Also iPSC-derived photoreceptors were transplanted with varying degree of success (Lamba et al., 2010; Tucker et al., 2011; Homma et al., 2013; Figure 2). Using a genetically encoded reporter mouse iPSC reporter line (actin dsRed), dsRed+ iPSC-derived photoreceptor precursors were negatively-sorted for stage-specific embryonic antigen-1 (SSEA1) to eliminate potential proliferating and thus tumorigenic stem cells and then grafted into rhodopsin knock-out mice at the age of 21 days. Following transplantation fluorescently labeled cells were present in the host ONL, expressed mature photoreceptor markers and recovered some visual function as ERG measurements showed a 100 μV improvement in the b-wave (Tucker et al., 2011). Although this study provides proof-of-concept for miPSC-derived photoreceptor transplantation, a more systematic analysis would be required to dissect the potential of iPSC-derived photoreceptor for visual repair, especially at the functional level. Homma and colleagues addressed this issue by generating a mouse iPSC cell line from the Nrl-GFP mouse and transplanted iPSC-derived rods into the wild-type and dystrophic retina. Calcium imaging was performed showing that grafted photoreceptors had similar intracellular calcium oscillations upon pharmacological stimulation as endogenous rod photoreceptors (Homma et al., 2013).
The above initial studies used pluripotent stem cell-derived photoreceptors differentiated with 2D culture systems. However, culture methods were significantly improved with the ground breaking studies of the Sasai laboratory who introduced a 3D culturing system which allows mouse and hESC to self-organize and differentiate along the retinal lineage by forming organoids. These retinal organoids continue to develop into an optic cup and subsequently pseudo-stratified retinal tissue (Eiraku et al., 2011; Nakano et al., 2012). Retinal organoid technology has become a widely used method to generate transplantable photoreceptors as demonstrated by several studies (Gonzalez-Cordero et al., 2013; Assawachananont et al., 2014; Decembrini et al., 2014; Santos-Ferreira et al., 2016b). Transplantation of retinal organoid-derived photoreceptors showed similar results to grafted primary photoreceptors. Integrated photoreceptors, whether grafted into wild-type or photoreceptor degeneration mouse models, acquired a mature morphology, and expressed phototransduction and synaptic markers. However, two studies showed that integration rates of mouse ESC-derived photoreceptors were significantly lower when compared to transplanted primary photoreceptors (Gonzalez-Cordero et al., 2013; Decembrini et al., 2014).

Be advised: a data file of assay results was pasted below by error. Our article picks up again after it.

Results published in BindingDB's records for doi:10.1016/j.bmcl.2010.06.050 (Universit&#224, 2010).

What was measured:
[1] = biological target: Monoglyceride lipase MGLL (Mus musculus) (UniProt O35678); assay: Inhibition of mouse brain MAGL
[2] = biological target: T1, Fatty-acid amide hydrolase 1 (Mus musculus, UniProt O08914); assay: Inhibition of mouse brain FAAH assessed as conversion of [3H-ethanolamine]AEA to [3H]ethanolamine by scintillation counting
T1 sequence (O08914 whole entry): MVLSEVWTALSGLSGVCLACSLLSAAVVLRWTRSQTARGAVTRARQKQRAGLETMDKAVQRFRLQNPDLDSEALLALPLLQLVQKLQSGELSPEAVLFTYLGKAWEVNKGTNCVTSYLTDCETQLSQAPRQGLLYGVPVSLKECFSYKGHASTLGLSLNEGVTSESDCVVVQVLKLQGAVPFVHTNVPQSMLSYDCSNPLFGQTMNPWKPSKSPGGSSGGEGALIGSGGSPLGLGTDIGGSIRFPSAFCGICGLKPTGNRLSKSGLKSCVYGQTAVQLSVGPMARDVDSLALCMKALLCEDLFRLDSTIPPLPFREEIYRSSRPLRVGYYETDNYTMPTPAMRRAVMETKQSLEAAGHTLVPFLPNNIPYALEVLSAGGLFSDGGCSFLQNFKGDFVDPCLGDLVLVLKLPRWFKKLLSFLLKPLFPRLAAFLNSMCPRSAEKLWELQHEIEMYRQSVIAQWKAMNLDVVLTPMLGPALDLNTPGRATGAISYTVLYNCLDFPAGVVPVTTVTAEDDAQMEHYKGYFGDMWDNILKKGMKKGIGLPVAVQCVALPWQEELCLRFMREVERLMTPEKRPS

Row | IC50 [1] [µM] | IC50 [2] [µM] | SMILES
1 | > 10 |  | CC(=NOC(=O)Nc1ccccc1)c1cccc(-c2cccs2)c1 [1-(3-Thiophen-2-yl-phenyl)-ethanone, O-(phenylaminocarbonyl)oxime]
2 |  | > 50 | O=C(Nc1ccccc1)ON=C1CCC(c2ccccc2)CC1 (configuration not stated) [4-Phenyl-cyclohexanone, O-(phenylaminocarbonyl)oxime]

Currently, studies assessing functional recovery after transplantation of retinal organoid-derived photoreceptors are severely limited as the cited studies mainly analyzed survival, differentiation, and maturation of donor photoreceptors. Particularly, transplantation studies using photoreceptors isolated from human PSC-derived organoids have not been published yet. However, with the generation of photoreceptor-specific human reporter ESC lines (Kaewkhaw et al., 2015), implementation of protocols for the generation of retinal organoids from hiPSCs (Zhong et al., 2014)/hESCs (Shirai et al., 2016), and given the high number of laboratories currently working on this topic several publications are awaited within the near future. Importantly, the extended time lines for the generation of cone (~60–80 days) or rod (~120–200 days) photoreceptors besides high variability in the differentiation process significantly extends the analysis and experimental set up in comparison to the mouse system.
Paradigm Shift in Photoreceptor Replacement Therapy
The common notion that donor photoreceptors migrate and structurally integrate into the recipient photoreceptor layer was recently challenged (Pearson et al., 2016; Santos-Ferreira et al., 2016a; Singh et al., 2016). The three studies provide strong evidence, that the majority of donor photoreceptors instead remain in the sub-retinal space and exchange cytoplasmic material (including fluorescent reporter proteins) with endogenous host photoreceptors rather than structurally integrating into the recipient retina. This results in the labeling of host photoreceptors and consequently misinterpretation of labeled cells as structurally integrated donor cells (Figure 5). This material exchange is limited to components of the cytoplasm without translocation of the nucleus. Thus, a complete fusion, as it was seen between transplanted bone marrow derived progenitor cells and diverse cell-types in several tissues (Kemp et al., 2012; Yamashita et al., 2012) which resulted in the formation of bi-nucleated perikaryons, can be ruled out for the observed phenomenon in the retina. Instead, other cell-cell interactions like tunneling nanotubes or vesicular transport are hypothesized as potential transfer mechanisms.